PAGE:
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What Is a Mind Rhyme?

A. Leverkuhn
A. Leverkuhn

A mind rhyme is a type of rhyme with a primary characteristic: that in this type of rhyme, an intended rhyming word remains unspoken, but only associated with the poem in the reader’s or listener’s mind. In other words, a poet or speaker will recite or write the rhyme in order to elicit a particular desired word without actually saying it. These kinds of rhyme are often popular as lowbrow communication intended to skirt prohibitions on obscenities, or to present a kind of risqué narrative implicitly.

In terms of their structure, mind rhymes can be either fixed verse or free verse. This kind of rhyming poem can be done in conventional poetic meters with fixed line lengths and rhymes, or in less regulated kinds of poetry. Many of these rhymes are done in popular traditional styles such as the five line limerick, which has a sort of tone and style that often complements the purposes of the mind rhyme.

Woman standing behind a stack of books
Woman standing behind a stack of books

Mostly, the rhymes themselves in mind rhymes are fairly concrete, though again, a primary characteristic of many of these types of rhymes is that the second rhyming word is not spoken, but substituted deliberately with another word that does not rhyme and which is not evidently relevant to the prior narrative. The final effect is that when the writer or speaker substitutes the word, he or she veers off into a subsequent narrative that contains its own structure.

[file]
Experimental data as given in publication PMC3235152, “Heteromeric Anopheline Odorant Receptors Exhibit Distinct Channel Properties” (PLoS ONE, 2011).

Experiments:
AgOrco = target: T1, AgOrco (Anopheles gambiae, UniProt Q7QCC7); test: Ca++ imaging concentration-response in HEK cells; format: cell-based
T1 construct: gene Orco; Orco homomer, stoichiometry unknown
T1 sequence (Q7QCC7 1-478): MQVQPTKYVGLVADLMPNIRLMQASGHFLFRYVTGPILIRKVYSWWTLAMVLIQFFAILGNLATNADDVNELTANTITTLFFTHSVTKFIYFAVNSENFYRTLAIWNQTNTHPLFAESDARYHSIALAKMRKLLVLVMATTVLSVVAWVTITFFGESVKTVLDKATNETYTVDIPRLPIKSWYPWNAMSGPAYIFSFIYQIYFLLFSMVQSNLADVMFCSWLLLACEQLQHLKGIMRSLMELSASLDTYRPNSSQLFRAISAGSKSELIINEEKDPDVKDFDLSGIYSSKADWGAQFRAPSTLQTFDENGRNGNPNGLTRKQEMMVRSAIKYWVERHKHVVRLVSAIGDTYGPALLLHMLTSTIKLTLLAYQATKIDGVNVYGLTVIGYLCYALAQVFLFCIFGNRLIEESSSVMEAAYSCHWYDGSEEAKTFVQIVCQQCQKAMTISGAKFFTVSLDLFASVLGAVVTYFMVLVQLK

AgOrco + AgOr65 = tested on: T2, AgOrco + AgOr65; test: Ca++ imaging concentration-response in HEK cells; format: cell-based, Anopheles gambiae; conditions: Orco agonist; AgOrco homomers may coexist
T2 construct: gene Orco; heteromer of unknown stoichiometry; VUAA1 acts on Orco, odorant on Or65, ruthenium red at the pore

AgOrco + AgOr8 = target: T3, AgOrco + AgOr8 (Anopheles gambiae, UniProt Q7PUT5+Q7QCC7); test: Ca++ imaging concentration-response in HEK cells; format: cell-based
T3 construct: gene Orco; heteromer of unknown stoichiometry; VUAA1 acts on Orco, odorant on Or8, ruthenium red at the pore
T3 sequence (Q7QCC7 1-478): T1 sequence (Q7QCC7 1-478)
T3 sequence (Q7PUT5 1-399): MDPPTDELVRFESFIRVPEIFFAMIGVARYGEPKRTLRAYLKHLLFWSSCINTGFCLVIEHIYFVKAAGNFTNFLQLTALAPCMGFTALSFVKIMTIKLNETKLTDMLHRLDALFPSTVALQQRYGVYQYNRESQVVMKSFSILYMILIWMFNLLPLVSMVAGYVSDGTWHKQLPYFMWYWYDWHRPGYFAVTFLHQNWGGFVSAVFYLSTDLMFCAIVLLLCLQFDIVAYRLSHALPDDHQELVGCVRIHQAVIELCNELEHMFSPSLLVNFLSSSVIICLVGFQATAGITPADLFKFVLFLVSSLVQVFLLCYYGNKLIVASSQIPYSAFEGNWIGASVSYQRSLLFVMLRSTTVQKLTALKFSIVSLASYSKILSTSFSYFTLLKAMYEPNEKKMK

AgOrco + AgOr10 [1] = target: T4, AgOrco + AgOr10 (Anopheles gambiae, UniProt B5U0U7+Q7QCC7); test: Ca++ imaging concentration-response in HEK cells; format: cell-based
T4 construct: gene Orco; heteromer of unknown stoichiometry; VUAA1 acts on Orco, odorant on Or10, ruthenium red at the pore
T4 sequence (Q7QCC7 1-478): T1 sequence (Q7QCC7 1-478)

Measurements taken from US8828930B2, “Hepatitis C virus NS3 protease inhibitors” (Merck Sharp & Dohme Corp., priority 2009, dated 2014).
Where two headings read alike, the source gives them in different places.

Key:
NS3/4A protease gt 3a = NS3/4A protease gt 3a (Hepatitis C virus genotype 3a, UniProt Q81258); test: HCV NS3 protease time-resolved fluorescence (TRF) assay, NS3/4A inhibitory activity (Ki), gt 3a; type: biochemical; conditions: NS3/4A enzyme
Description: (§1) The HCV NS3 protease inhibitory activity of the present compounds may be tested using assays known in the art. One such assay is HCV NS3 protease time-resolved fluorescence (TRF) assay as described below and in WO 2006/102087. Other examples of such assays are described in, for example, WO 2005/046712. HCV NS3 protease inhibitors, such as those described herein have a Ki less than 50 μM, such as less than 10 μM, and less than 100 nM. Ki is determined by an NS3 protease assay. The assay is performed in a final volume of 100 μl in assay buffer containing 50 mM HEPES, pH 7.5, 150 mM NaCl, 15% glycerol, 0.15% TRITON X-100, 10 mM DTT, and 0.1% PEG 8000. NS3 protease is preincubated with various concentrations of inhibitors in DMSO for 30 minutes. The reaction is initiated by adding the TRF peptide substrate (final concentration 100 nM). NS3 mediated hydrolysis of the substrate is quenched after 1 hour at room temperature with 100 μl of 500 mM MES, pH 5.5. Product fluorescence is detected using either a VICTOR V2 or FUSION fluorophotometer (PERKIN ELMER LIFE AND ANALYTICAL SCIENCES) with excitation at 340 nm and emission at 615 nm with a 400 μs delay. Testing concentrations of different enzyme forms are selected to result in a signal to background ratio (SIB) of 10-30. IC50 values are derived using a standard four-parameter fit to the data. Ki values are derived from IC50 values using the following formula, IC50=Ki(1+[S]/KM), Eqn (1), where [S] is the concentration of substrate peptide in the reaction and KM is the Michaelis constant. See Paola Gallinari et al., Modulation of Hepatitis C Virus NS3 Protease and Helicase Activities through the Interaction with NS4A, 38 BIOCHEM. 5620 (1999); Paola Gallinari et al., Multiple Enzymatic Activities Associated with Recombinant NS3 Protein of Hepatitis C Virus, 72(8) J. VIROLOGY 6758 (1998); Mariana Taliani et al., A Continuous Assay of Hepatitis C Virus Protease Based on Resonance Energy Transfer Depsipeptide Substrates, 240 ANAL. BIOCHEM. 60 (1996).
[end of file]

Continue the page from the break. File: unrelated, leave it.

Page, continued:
In an abundance of instances of mind rhyme, the word that is left out of the rhyme is obscene or taboo in some way. That means that even the implicit connection of the rhyme may be uncomfortable to some listeners or readers. It’s important for a writer or speaker to know their audience in order to use good judgment about when to present this type of poem or rhyme.

The phenomenon of mind rhyme is in many ways like another somewhat unrelated use of rhyme that is often called rhyming slang. In rhyming slang, which is very common in the United Kingdom and some other language communities, a rhyming word is substituted for another rhyming word as a kind of informal code. The intent here is different from the intent of a mind rhyme; the general purpose of rhyming slang is simply to obscure the communication. Where some rhyming slang may start out as effective code, where only insiders understand what is being said, as a specific piece of rhyming slang catches on, the alternative meaning becomes evident to a wider audience.

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